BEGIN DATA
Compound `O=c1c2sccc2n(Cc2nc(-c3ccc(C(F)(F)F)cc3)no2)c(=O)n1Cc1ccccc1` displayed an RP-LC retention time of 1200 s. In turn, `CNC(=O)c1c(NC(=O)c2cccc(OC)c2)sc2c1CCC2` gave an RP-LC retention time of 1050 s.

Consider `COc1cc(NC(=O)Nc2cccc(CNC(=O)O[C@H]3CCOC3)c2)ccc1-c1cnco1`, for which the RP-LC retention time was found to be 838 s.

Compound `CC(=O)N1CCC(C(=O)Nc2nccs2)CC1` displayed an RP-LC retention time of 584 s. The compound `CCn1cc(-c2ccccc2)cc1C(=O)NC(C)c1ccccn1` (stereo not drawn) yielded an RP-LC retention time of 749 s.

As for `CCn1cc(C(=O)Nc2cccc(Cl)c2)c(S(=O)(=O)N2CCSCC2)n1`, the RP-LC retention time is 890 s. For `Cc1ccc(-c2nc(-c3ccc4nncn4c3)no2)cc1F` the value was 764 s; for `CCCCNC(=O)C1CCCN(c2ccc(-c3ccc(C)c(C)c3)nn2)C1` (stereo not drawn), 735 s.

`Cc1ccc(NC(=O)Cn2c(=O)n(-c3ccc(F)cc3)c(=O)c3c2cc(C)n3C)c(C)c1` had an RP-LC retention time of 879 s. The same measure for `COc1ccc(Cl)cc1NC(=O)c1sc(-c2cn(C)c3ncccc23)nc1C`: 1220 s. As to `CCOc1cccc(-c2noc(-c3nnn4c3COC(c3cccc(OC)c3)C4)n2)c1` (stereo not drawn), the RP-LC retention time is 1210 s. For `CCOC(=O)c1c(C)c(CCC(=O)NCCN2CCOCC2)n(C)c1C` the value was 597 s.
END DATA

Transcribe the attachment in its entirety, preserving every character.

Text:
Compound `O=c1c2sccc2n(Cc2nc(-c3ccc(C(F)(F)F)cc3)no2)c(=O)n1Cc1ccccc1` displayed an RP-LC retention time of 1200 s. In turn, `CNC(=O)c1c(NC(=O)c2cccc(OC)c2)sc2c1CCC2` gave an RP-LC retention time of 1050 s.

Consider `COc1cc(NC(=O)Nc2cccc(CNC(=O)O[C@H]3CCOC3)c2)ccc1-c1cnco1`, for which the RP-LC retention time was found to be 838 s.

Compound `CC(=O)N1CCC(C(=O)Nc2nccs2)CC1` displayed an RP-LC retention time of 584 s. The compound `CCn1cc(-c2ccccc2)cc1C(=O)NC(C)c1ccccn1` (stereo not drawn) yielded an RP-LC retention time of 749 s.

As for `CCn1cc(C(=O)Nc2cccc(Cl)c2)c(S(=O)(=O)N2CCSCC2)n1`, the RP-LC retention time is 890 s. For `Cc1ccc(-c2nc(-c3ccc4nncn4c3)no2)cc1F` the value was 764 s; for `CCCCNC(=O)C1CCCN(c2ccc(-c3ccc(C)c(C)c3)nn2)C1` (stereo not drawn), 735 s.

`Cc1ccc(NC(=O)Cn2c(=O)n(-c3ccc(F)cc3)c(=O)c3c2cc(C)n3C)c(C)c1` had an RP-LC retention time of 879 s. The same measure for `COc1ccc(Cl)cc1NC(=O)c1sc(-c2cn(C)c3ncccc23)nc1C`: 1220 s. As to `CCOc1cccc(-c2noc(-c3nnn4c3COC(c3cccc(OC)c3)C4)n2)c1` (stereo not drawn), the RP-LC retention time is 1210 s. For `CCOC(=O)c1c(C)c(CCC(=O)NCCN2CCOCC2)n(C)c1C` the value was 597 s.